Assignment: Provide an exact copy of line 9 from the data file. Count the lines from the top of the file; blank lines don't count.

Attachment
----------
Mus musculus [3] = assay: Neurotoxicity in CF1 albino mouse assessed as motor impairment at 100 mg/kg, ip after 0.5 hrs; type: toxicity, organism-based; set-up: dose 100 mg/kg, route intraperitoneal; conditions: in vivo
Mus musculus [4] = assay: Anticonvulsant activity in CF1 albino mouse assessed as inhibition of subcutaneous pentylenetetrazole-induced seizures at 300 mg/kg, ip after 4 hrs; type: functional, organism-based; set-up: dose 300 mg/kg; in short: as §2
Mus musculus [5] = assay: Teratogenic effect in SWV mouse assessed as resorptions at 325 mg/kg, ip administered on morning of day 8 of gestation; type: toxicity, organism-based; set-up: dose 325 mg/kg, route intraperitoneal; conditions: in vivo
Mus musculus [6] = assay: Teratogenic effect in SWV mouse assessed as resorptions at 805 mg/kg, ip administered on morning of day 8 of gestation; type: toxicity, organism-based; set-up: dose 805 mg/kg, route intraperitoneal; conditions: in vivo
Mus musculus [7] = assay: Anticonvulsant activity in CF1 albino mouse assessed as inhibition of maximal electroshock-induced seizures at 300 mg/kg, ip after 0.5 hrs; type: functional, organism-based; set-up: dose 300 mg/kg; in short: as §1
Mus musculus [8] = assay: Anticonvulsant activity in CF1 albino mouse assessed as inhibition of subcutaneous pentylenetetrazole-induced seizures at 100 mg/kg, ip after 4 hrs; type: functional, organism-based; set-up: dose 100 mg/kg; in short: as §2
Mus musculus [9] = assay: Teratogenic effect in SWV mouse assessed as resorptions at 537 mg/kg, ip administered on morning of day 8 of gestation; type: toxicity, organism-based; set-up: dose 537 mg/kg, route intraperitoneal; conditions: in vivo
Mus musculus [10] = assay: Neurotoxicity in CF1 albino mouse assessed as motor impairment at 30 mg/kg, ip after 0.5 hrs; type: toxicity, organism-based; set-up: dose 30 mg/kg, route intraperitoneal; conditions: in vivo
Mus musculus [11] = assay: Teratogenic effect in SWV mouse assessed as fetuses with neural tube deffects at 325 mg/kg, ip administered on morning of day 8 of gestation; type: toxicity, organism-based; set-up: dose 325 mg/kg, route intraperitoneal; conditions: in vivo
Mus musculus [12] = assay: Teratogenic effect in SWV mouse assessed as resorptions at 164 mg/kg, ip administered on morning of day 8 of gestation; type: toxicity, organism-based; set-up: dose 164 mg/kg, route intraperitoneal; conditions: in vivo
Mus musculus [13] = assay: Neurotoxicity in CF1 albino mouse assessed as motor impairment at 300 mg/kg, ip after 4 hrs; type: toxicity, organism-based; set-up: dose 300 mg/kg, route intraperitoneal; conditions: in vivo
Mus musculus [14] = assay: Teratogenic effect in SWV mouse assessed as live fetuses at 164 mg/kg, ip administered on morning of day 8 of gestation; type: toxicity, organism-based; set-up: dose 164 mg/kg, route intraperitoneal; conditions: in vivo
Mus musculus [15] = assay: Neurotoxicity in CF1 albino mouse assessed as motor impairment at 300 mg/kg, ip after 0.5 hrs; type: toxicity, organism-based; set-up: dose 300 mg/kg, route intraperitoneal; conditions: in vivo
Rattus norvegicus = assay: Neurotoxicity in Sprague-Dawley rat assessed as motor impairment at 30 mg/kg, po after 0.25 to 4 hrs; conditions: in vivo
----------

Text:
Mus musculus [11] = assay: Teratogenic effect in SWV mouse assessed as fetuses with neural tube deffects at 325 mg/kg, ip administered on morning of day 8 of gestation; type: toxicity, organism-based; set-up: dose 325 mg/kg, route intraperitoneal; conditions: in vivo